It is therefore an advantage of the invention to provide for precise positioning of the bearing of the disc hub assembly onto the spindle.

The invention also advantageously sets the force required to move the depth adjustment arm between settings to a user-friendly and consistent level.

The depth adjustment arm preferably has a relatively narrow profile when compared to depth adjustment arms of conventional ground opener units. The reduced width of the depth adjustment arm reduces the overall width of the ground opener unit; thereby allowing for greater ground opener density or greater ground opener spacing.

Therefore, in accordance with one aspect of the invention, a disc hub assembly for a disc opener apparatus having a coulter is provided. The disc hub assembly includes a spindle having a first end and a second end. A depth adjustment arm is coupled to the first end of the spindle and is adapted to be selectively positioned at one of a number of depth setting positions. Rotation of the depth adjustment arm causes rotation of the spindle. A depth adjustment handle is coupled to the depth adjustment arm and is configured to disengage the depth adjustment arm from a selected depth setting position and move the depth adjustment arm to a new depth setting position. A gauge wheel arm is coupled to the second end of the spindle and is configured to rotate with rotation of the spindle. The gauge wheel arm has a first end coupled to the second end of the spindle and further has a second end to which a gauge wheel spindle is connected. The gauge wheel arm is adapted to interface with a gauge wheel such that rotation of the spindle causes either a lowering or a raising of the depth setting gauge wheel relative to the coulter.

In accordance with another aspect of the invention, a disc opener apparatus includes a frame (or bracket) adapted to be mounted to a tool bar. The apparatus further includes a series of radially spaced notches formed on a portion of the frame and a disc adapted to cut a furrow into the surface as well as a gauge wheel. A depth adjustment assembly is mounted to the frame and is adapted to set the position of the gauge wheel at one of a number of selectable positions defined by the series of radially spaced notches. The depth adjustment assembly includes a spindle having a body disposed between a first end and a second end. The disc is supported by the body of the spindle in a manner that allows rotation of the disc about the spindle body. A depth adjustment arm is coupled to the first end of the spindle and is adapted to be selectively engaged with the notches. Rotation of the arm causes rotation of the spindle. The depth adjustment handle is spring biased into a selected notch, and can be disengaged and rotated to a new notch. A gauge wheel arm is coupled to the second end of the spindle and is configured to rotate with rotation of the spindle. The gauge wheel arm has a first end coupled to the second end of the spindle and further has a second end. A gauge wheel spindle is coupled to the second end of the gauge wheel arm and is adapted to be connected to the gauge wheel such that rotation of the spindle causes a lowering or a raising of the gauge wheel so as to set a furrowing depth of the disc.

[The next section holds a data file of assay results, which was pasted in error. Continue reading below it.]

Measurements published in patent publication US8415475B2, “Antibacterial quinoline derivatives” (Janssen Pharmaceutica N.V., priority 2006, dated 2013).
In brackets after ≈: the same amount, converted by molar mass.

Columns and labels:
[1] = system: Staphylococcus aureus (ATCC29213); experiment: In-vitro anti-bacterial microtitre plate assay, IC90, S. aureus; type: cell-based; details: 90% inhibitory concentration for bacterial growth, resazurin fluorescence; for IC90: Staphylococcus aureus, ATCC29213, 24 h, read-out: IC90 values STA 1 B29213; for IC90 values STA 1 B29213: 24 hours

According to a further aspect of the invention, a spindle for a gauge wheel assembly of a disc opener unit for a disc drill apparatus is provided. The spindle has an elongated body disposed between a first end adapted to engage a gauge arm of the gauge wheel assembly and a second end adapted to engage a depth adjustment arm of the gauge wheel assembly. The spindle further includes a shoulder extending from an exterior surface of the body. The shoulder is constructed to limit axial movement of a bearing of the disk assembly that is placed on the body. A grease channel may be formed in the elongated body to deliver grease to the bearing and/or body of the spindle.